Sketches of India: With Notes on the Seasons, Scenery, and Society of Bombay, Elephanta, and Salsette
Simpkin, Marshall & Company, 1750 - India - 300 pages
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Not 1750, but 1850
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1750 - p247, ultimate redemption of Ahriman
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amusement animal appear arrival attend beautiful believe birds body Bombay buildings called carried cast character close common consequence cool course covered dark death deck early earth East England English fall feeling feet figures flowers four fruit give going half hand head Hindoo India interesting island known ladies land leaves light live look lovely matters miles months morning native nature never night observed offer officers once Parsee party passed perhaps persons poor Portuguese present rains readers residence rich round sacred scene season seen servants ship shore side soon stand strange streets suffer supply taken temples things thought thousand town traveller trees turn vessel walk whole wood young
Page 178 - The latent tracts, the giddy heights explore Of all who blindly creep, or sightless soar; Eye Nature's walks, shoot folly as it flies, And catch the manners living as they rise; Laugh where we must, be candid where we can; But vindicate the ways of God to man.
Page 200 - As when the moon, refulgent lamp of night, O'er Heaven's clear azure spreads her sacred light, When not a breath disturbs the deep serene, And not a cloud o'ercasts the solemn scene ; Around her throne the vivid planets roll, And stars unnumber'd gild the glowing pole, O'er the dark trees a yellower verdure shed, And tip with silver every mountain's head...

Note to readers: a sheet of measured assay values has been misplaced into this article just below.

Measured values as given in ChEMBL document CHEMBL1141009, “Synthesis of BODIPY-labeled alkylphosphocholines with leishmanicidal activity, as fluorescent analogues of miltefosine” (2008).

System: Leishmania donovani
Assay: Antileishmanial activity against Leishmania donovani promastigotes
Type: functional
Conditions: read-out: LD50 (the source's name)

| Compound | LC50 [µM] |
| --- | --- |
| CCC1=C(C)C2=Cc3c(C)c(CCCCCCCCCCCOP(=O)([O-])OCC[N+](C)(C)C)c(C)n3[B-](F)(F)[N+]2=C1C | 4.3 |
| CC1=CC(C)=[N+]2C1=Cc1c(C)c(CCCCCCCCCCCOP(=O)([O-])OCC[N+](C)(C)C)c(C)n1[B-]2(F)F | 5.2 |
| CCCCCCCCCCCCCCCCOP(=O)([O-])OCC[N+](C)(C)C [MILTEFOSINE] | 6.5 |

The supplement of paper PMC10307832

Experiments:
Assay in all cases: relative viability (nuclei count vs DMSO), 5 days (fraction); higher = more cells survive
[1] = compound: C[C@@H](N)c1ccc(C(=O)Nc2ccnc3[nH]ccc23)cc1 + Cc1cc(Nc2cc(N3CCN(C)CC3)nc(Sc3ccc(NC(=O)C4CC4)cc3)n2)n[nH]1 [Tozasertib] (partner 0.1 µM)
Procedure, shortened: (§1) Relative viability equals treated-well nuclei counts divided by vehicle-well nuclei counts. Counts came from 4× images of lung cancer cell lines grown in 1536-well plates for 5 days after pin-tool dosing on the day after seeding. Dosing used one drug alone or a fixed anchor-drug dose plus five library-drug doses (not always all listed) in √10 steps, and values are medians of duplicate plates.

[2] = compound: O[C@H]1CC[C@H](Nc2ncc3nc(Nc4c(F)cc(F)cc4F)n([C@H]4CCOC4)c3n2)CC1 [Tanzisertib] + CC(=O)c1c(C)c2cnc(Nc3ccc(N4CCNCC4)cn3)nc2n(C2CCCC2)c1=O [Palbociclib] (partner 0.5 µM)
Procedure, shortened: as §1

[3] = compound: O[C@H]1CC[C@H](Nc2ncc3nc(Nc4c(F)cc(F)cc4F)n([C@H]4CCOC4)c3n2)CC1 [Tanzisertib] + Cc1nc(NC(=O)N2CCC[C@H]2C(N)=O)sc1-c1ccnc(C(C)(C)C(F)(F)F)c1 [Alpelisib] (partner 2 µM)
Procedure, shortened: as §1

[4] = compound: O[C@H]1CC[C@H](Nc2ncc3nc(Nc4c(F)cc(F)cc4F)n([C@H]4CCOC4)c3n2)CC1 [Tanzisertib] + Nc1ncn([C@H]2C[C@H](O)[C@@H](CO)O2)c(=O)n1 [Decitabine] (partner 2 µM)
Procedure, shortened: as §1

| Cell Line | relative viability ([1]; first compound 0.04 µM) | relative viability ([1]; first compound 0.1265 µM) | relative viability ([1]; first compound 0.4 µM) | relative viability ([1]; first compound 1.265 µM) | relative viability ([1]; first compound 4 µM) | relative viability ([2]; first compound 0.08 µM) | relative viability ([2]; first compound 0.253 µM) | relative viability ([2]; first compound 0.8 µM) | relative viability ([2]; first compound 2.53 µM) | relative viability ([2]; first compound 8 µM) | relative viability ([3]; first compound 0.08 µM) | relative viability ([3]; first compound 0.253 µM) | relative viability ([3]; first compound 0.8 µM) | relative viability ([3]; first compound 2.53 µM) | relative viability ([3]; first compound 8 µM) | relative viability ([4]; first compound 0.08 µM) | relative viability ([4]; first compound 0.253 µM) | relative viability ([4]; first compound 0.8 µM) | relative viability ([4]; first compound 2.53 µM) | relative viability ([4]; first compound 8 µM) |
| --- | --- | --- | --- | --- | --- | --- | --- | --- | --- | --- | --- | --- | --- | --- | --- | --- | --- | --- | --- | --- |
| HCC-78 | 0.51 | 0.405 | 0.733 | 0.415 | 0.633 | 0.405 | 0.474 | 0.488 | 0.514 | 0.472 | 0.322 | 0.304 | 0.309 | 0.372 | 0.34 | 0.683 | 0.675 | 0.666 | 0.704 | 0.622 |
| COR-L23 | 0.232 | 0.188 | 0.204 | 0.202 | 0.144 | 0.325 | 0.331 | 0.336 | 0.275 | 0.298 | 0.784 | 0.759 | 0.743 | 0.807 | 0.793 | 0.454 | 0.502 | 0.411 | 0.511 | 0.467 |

Page 19 - Roll on, thou deep and dark blue Ocean, roll ! Ten thousand fleets sweep over thee in vain ; Man marks the earth with ruin, his control Stops with the shore ; upon the watery plain The wrecks are all thy deed...
Page 118 - These are thy glorious works, Parent of good, Almighty ! thine this universal frame, Thus wondrous fair: thyself how wondrous then, Unspeakable ! who sitt'st above these heavens To us invisible, or dimly seen In these thy lowest works; yet these declare Thy goodness beyond thought, and power divine.
Page 38 - O ETERNAL Lord God, who alone spreadest out the heavens, and rulest the raging of the sea ; who hast compassed the waters with bounds, until day and night come to an end...
Page 134 - Let us adore the supremacy of that divine sun, the god-head who illuminates all, who recreates all, from whom all proceed, to whom all must return, whom we invoke to direct our understandings aright in our progress towards his holy seat.
Page 90 - But who can paint Like Nature? Can imagination boast, Amid its gay creation, hues like hers ? Or can it mix them with that matchless skill, And lose them in each other, as appears In every bud that blows...
Page 109 - Every man is brutish in his knowledge : every founder is confounded by the graven image : for his molten image is falsehood, and there is no breath in them. They are vanity, and the work of errors : in the time of their visitation they shall perish.
Page 26 - And amidst the flashing and feathery foam, The stormy petrel finds a home; A home, if such a place may be For her who lives on the wide, wide sea, On the craggy ice, in the frozen air, And only seeketh her rocky lair To warm her young, and to teach them to spring At once o'er the waves on their stormy wing!
Page 189 - Like the gale, that sighs along Beds of oriental flowers, Is the grateful breath of song, That once was heard in happier hours ; Fill'd with balm, the gale sighs on, Though the flowers have sunk in death ; So, when pleasure's dream is gone, Its memory lives in Music's breath.